All the best to all of you in 2015. Please join me in enjoying what promises to be the best year of our lives!
Photos and article by Greg W. Gilstrap. It’s that time of year again: a time when much of the country is covered in varying degrees of white, and when we here in the Arizona Valley of Sun are enjoying glorious sunshine and warm days. At night, we are blessed with the opportunity to squeeze in temperatures that can hover near, or just above, freezing. The cool evening air is a particular blessing for those of us who are from places where more extreme temperature variances are traditionally recorded. A little cold is often embraced, but I have to say it goes a long way for me.
With the promise of a new and even better year rapidly approaching, it’s once again time for our (third) annual Photoremedy Image of the Year contest. As with our previous efforts, we are offering what we like to refer to–tongue in cheek–as a “Chicago-style” approach to voting. This means you can “vote early and vote often.” If you love a photo, follow the poll’s progress and don’t be afraid to share it with your friends or to come back to register extra votes for good measure. More than 1,000 votes were registered each of the last two years. The poll can be found at the bottom of this post, after all of the photo candidates are offered.
2013 Image of the Year Finalists. Winner: Cannon Beach (top)
The 2014 images below include traditional photographs and some that feature significant digital art enhancements. Like many, I enjoy both forms of artistic expression. All of these pieces were captured and developed while pursuing photoremedy. Click on the ‘Background and Initial Post’ tab above for our working ‘photoremedy’ definition. Check out the options, and then select the image that you feel is worthy of being crowned Photoremedy Image of the Year. The contest closes at midnight MST, New Year’s Eve.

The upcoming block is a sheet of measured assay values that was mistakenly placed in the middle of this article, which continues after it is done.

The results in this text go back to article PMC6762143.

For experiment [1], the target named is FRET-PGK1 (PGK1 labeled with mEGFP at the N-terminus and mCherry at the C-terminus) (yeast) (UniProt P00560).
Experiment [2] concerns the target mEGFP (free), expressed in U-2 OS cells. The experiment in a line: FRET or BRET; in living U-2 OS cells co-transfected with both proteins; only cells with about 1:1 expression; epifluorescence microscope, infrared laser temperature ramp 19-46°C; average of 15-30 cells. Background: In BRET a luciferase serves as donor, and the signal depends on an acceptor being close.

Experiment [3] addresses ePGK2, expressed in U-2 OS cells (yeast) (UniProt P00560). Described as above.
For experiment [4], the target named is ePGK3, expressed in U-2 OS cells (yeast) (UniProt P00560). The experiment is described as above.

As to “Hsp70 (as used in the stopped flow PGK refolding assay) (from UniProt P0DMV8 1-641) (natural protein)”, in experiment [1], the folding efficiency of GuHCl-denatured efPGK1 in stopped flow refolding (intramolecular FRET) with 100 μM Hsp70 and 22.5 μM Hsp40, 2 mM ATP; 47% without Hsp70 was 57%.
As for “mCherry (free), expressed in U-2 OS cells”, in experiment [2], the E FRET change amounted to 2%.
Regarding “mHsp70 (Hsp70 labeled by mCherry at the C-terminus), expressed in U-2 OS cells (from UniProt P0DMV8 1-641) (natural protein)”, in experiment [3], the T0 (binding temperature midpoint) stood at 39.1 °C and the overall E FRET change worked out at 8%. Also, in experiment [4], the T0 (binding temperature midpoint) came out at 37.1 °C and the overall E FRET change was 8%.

1.Stations of the Cross Early in 2014, we visited Denver’s spectacular Cathedral Basilica of the Immaculate Conception for our good friend Paul Louderman’s ordination as a Catholic Deacon. The Basilica features exquisite stained glass and poignant salvation history art. I was particularly blown away by this image taken of a tiny “stations of the cross” sculpture depicting the moment when Jesus was stripped of his garments.
2. Lake Mead Marina Since Las Vegas is so close to our home, Mary and I generally go there for a couple of short visits each year. If you time it right, there are great hotel rates to be found, and there are always awesome culinary options. On the way to Vegas, we’ve sped past Lake Mead turn off dozens of times. This year was different. We are so grateful we slowed down and took the road less traveled. If we hadn’t done so, we would have missed out on incredibly enjoyable photoremedy at the Lake Mead Marina.
3. This Ain’t a Kiss Our hometown, Anthem, features green parks and walking trails. The “big park” is always full of action, ranging from kids at the big playground and riding the small train to pets on leashes and water fowl on the lakes. It, too, is a great place for photoremedy. While tagging along with my wife and one of our grandchildren in 2014, we came upon this scene near one of the fishing ponds. While it may look like these two are loving on each other, they were not. These aggressive drakes were actually involved in a territorial tussle of sorts when their beaks got stuck together. It took a few minutes for them to break free. After that, they appeared too tired for brawling; each of them then headed in different directions.
4. Life is a Splash Our grandkids have blessed our lives with much love, laughter, and hope for the future. As grandparents, it seems Mary and I are a bit more in tune with the young ones’ sense of awe and wonder than we were with our children. This thought was hilariously reinforced during a summer outing when our oldest grandson got a bit of a shock at the Anthem Splash Pad.